This is where Mimi and Barney, our Corgi, and I end the day after dinner. We go for a walk to digest our dinner and to see the plants with our lights on them, a very different perspective than seeing them in the daytime. Barney patrols around, protecting us from anything that might be hiding in the bushes like a ferocious deer or a lost cat. He also helps us by fertilizing every post trunk or rock that needs a good marking. There is another area close to the front door walkway that we enjoy seeing green throughout the winter, again bordered by rocks but with flowering Shi Shi Sasanqua that are at least 10 years old. With their dark green foliage and dark pink flowers, ryegrass makes it look even better.
There is a view from our kitchen window to the back of the dyke to our pond which is refreshing to see green plus in the spring when the same family of geese that have been nesting and hatching goslings for the past 10 years again try to outwit it local fox. The ryegrass makes the baby geese look a little cuter as they learn to navigate their new world. As far as I know, not one has survived that fox.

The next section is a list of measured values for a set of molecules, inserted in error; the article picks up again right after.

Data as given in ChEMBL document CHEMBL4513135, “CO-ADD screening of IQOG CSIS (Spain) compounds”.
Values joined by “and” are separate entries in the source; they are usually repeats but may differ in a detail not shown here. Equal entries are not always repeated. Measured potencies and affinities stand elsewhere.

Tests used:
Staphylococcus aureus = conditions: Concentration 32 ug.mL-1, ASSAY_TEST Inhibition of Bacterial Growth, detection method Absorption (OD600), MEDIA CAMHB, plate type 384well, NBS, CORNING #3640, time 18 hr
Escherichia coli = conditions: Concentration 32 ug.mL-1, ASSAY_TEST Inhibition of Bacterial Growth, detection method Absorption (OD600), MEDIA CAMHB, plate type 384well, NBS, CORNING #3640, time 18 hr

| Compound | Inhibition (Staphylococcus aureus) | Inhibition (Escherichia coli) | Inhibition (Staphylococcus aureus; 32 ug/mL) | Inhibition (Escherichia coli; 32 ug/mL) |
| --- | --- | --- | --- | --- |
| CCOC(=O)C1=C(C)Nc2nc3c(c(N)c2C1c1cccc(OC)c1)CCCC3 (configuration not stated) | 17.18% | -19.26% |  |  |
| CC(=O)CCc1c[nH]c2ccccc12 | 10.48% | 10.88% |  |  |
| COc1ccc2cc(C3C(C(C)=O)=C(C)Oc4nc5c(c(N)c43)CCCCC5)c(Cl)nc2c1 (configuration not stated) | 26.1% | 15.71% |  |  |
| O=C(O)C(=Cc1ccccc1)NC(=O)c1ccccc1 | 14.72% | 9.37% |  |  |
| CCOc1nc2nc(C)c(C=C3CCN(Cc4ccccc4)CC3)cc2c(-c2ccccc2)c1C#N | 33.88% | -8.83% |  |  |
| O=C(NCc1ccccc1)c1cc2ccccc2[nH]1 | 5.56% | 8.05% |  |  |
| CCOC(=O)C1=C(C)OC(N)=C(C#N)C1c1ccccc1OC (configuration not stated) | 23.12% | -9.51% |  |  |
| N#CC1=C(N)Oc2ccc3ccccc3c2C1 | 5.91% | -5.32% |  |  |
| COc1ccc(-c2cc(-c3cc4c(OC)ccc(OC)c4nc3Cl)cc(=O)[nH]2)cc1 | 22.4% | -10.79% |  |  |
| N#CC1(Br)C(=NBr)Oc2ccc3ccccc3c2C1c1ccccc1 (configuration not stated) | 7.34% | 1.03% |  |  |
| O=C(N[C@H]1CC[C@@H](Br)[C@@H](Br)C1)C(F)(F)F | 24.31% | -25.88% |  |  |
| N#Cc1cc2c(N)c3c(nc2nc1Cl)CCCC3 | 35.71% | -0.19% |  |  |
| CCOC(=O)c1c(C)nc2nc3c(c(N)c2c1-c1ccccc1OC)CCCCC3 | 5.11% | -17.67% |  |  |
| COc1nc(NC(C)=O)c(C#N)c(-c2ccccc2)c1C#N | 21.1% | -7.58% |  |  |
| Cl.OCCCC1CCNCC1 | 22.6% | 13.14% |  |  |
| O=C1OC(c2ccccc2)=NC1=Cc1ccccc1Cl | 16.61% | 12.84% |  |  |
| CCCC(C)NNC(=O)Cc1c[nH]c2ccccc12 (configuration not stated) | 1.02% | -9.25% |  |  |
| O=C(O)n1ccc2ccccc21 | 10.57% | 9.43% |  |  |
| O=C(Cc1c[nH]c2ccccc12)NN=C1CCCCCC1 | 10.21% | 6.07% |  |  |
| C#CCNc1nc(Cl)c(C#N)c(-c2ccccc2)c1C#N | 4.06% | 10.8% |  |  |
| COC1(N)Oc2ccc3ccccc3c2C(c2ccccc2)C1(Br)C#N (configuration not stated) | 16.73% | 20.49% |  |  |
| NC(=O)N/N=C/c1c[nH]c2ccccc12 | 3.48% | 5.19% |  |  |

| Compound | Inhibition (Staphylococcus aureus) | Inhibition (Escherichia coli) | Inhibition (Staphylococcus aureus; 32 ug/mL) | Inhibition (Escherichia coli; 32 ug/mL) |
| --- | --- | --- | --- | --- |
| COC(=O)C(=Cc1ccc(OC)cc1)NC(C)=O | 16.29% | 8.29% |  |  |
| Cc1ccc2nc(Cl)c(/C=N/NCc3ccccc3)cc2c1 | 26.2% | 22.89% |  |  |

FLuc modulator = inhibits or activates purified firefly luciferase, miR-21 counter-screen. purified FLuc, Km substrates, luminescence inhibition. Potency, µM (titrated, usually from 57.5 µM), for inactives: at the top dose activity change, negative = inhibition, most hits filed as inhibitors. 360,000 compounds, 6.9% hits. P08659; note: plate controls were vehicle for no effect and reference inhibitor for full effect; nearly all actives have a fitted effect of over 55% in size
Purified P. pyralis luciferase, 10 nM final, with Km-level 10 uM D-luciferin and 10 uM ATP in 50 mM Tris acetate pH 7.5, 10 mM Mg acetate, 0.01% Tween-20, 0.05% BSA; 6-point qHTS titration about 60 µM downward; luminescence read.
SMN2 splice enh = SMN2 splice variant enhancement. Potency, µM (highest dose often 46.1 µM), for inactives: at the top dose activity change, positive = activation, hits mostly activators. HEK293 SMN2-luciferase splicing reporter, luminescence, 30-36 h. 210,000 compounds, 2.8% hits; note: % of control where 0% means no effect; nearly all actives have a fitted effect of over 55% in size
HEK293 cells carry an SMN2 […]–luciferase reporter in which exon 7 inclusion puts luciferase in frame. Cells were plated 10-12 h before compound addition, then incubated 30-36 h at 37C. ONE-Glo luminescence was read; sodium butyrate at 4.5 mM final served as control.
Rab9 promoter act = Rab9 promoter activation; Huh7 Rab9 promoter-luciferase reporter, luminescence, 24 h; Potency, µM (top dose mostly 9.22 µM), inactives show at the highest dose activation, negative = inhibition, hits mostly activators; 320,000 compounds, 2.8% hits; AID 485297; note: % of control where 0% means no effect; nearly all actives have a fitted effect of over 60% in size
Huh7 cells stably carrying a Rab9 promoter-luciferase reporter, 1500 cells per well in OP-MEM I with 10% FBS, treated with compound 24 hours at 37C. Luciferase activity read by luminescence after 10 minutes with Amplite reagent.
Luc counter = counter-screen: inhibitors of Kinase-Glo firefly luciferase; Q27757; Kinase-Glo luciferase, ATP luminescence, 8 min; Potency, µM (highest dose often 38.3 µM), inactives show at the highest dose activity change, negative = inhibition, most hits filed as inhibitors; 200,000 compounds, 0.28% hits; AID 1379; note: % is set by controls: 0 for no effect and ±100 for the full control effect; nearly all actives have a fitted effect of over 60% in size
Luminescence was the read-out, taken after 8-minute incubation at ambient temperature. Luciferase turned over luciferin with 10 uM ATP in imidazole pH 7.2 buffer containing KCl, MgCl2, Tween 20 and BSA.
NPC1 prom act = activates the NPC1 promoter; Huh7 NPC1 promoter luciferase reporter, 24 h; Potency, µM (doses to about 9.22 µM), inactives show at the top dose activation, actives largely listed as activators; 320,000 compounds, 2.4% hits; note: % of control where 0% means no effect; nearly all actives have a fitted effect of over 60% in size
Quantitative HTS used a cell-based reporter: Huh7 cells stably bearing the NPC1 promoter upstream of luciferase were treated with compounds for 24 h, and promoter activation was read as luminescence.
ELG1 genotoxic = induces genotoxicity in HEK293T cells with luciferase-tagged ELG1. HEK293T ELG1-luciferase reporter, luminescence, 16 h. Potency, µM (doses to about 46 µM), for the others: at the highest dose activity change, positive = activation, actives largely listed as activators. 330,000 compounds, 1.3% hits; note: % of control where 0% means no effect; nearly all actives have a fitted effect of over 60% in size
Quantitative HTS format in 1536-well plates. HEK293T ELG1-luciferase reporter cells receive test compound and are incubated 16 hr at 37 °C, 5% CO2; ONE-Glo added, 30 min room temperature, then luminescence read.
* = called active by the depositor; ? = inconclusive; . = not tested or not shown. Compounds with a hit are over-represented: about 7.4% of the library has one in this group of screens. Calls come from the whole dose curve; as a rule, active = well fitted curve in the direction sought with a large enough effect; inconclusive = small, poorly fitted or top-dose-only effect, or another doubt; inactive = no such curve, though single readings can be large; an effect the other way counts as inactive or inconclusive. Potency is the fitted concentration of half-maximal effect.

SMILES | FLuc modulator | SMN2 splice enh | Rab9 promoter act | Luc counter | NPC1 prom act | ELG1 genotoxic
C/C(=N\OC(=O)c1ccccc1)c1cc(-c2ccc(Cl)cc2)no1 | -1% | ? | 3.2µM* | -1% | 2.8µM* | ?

If you decide to play with green grass in the winter months by using ryegrass, be sure to use the annual ryegrass called ryegrass. It never gets tall enough to need mowing, and it’s not that hard for your real turf to recover when the spring green up returns. The other annual ryegrass grows very tall and sprawls over your turf causing recovery problems in the spring, plus who wants to mow all winter? I let the other 90% of my grass go natural, we like winter to look like winter and enjoy all the distinctly different seasons of the year. In the areas of my turf where we don’t put ryegrass seed and in our beds where we don’t plant onions, I put out a pre-emergence to slow weed seed germination.